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Digitally remastered?

Brakn 08 Oct 12 - 04:28 AM
Will Fly 08 Oct 12 - 04:32 AM
JohnInKansas 08 Oct 12 - 03:41 PM
Richard Bridge 08 Oct 12 - 04:02 PM
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Subject: Digitally remastered?
From: Brakn
Date: 08 Oct 12 - 04:28 AM

I have some old tapes and cds of my mother playing piano. My sister wants me to get them digitally remastered - I don't know why. What are the benefits?

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Subject: RE: Digitally remastered?
From: Will Fly
Date: 08 Oct 12 - 04:32 AM

Depends on the age and the quality of the originals. If the tapes are on cassette, copying them to a digital medium might be a good idea. I found a load of cassettes I'd recorded years ago - just stuff off the radio - and everyone snapped in the playback. The tape had gone brittle.

One of the bands I played in made a CD(R) some years ago - and, when I played my copy recently, it sounded like a bad 78rpm record - the sound was totally gone.

So, keeping a few copies on computer and CD or other medium might be a good thing. As for 'remastering' - i.e. tinkering with the sound quality - that may or may not be necessary and is down to your judgement.

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Subject: RE: Digitally remastered?
From: JohnInKansas
Date: 08 Oct 12 - 03:41 PM

Tapes as used for home recording do have a limited life, and eventually the tapes will become unusuable. A degree of "rejuvenation" can be achieved by copying the analog tape to a new analog tape, to avoid loss due to tape brittleness or other physical effects, but that will copy any loss in signal quality from the older tape to the new one.

Conversion to digital puts the sound in a form that's arguably better for long term retention since every part of the information is a "bit" that's either a "one" or a "zero." Digital doesn't care if it's a "strong one" or a "weak one." A one is still a one. Similarly a "fat zero" or a "skinny zero" is still a zero. Copying later from a slightly degraded digital source to a new digital recording can almost restore the copy to the original digital record that was on the first digital copy, since the copy will have a "standard one" every where that the input was recognized as a one, and a "standard zero" everywhere that the input was recognized as being a zero. (It's a little more complicated than that, but I don't want to get "wordy.")

Just making a copy in digital format from the analog tape will, again theoretically, give you something that has the potential for being preserved longer than the original tape is likely to last.

During the conversion from analog tape to digital, "Mastering" implies that "corrections" for errors in the original analog recording are made. Many programs include features that allow you to take out pops and buzzes, correct for variations in tape speed, or make other changes. What can be done that actually improves on the original depends on the "Master" who does it. There are Master Artists and also (according to a well known joke) lots of Master Ba(i)ters. Not everyone gets the same results.

Although the digital recording you get by copying from analog has the potential to survive longer, there's still no perfect place to put it. Commercial CDs/DVDs produced in large volume can be "burned" with high powered lasers than can produce physical "pits" in a stable material, and are generally very durable. The similar CD or DVD burners you can use at home, and that are used by many commercial places that will "make a CD for you," can't/don't use lasers with that much power, so they only "change the color" of spots in a less stable coating on the disk, very much like making a photograph/picture of the signal. The "home burned" recordings are much less durable, and perhaps worse, the life of individual disks can be extremely variable and impossible to predict.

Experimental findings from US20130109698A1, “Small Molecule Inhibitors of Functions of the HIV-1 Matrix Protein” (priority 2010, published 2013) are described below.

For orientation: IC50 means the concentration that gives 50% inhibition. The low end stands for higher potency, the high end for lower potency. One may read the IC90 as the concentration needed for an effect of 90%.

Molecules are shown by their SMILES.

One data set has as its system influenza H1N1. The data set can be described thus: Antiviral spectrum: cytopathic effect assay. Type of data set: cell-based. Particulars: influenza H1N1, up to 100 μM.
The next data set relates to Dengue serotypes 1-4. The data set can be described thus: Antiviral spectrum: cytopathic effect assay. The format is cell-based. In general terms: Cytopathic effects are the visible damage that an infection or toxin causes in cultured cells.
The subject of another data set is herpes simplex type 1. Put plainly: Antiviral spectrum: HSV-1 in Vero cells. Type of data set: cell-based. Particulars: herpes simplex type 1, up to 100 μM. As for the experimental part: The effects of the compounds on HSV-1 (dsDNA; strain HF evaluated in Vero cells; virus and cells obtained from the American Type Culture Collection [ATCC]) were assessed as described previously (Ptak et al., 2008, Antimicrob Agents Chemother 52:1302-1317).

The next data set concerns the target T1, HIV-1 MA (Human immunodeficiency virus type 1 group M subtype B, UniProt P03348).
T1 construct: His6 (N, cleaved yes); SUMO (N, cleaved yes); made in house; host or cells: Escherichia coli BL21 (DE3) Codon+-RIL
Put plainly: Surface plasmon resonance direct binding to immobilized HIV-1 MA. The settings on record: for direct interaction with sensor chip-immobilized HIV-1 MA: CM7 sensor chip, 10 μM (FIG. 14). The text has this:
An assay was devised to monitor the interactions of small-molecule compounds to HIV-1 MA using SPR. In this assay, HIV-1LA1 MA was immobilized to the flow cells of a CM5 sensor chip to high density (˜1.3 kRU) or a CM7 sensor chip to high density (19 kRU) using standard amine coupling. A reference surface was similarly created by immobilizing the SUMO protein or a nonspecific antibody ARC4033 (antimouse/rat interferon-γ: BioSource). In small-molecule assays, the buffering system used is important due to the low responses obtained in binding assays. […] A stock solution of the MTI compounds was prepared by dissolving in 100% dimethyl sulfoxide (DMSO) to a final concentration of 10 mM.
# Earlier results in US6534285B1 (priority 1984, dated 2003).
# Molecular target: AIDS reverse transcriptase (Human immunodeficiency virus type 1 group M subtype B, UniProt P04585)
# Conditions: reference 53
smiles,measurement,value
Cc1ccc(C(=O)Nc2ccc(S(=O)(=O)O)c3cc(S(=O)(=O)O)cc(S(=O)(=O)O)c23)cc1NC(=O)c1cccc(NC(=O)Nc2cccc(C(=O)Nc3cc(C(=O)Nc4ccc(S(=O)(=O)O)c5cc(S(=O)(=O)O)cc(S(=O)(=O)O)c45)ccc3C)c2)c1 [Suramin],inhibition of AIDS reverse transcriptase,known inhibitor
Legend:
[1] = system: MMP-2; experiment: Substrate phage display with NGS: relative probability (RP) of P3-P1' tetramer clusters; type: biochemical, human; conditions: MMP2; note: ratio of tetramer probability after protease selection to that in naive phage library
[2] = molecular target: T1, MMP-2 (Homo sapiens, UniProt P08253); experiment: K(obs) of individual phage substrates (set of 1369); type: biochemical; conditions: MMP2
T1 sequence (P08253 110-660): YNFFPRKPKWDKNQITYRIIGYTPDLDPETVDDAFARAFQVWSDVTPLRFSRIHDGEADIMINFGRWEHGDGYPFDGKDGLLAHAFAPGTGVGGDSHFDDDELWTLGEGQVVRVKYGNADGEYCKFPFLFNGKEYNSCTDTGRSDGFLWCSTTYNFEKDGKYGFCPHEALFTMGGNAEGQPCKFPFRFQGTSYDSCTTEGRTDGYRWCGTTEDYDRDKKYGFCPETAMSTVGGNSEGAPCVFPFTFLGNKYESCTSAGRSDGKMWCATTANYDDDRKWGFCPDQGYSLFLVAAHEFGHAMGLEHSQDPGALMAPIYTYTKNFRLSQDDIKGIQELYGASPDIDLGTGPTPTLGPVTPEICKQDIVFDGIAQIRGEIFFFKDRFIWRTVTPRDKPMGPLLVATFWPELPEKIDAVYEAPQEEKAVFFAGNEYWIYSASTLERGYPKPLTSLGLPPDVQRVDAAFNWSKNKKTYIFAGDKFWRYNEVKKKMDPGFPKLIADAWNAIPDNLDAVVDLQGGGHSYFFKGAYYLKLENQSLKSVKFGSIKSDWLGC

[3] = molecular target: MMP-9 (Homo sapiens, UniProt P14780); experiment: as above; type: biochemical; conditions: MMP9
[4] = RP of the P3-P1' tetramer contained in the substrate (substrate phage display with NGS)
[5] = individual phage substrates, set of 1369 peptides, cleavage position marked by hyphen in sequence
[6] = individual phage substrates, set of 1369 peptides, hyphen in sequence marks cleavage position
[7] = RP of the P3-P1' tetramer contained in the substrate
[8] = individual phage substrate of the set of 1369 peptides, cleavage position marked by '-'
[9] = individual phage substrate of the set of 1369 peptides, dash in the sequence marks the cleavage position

My own preference, for backup of computer data files, has been to copy everything to a USB external portable hard drive, and since even hard drives do fail, make an identical copy on a second USB external hard drive. If one fails, the other should immediately be copied to a new one. For convenience, I do put individual files on other media, but if one of the "convenience" disks fails I can make a replacement from the HDs, and for "family movies" or audio you likely will want CDs/DVDs, but I can't (personal opinion) recommend relying on home-burned CDs/DVDs for a historical archive.

If it's convenient to have someone make digital recordings of your tapes for you, the recordings they make should be good enough to copy from them to a "permanent storage" if you do it within a few weeks, so all you'd have left to do would be to make the copies on whatever more permanent media you want to trust.

If individual movies are short, it has been suggested that "thumb drives" have good retention, but they haven't really been in common use long enough for anyone to be sure of how long they can be trusted. At around $25 - $32 (US) for 32GB if you have a lot of movies it will likely be cheaper to use Hard Drives ($140 (US) for 1TB?). A DVD (4.7 GB) can hold a maximum of about 2 hours of Video at standard TV quality (as for VHS to DVD conversions) so you may want to make a reasonably accurate guesstimate of how much space you'll need before deciding exactly how you intend to proceed. (Audio files are of course much smaller than video)


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Subject: RE: Digitally remastered?
From: Richard Bridge
Date: 08 Oct 12 - 04:02 PM

Or you can put them in the cloud.

Be wary. You may get only one play (if that) out of an old tape.

Wilbyhilbilly does this stuff - and I gather he does it well.

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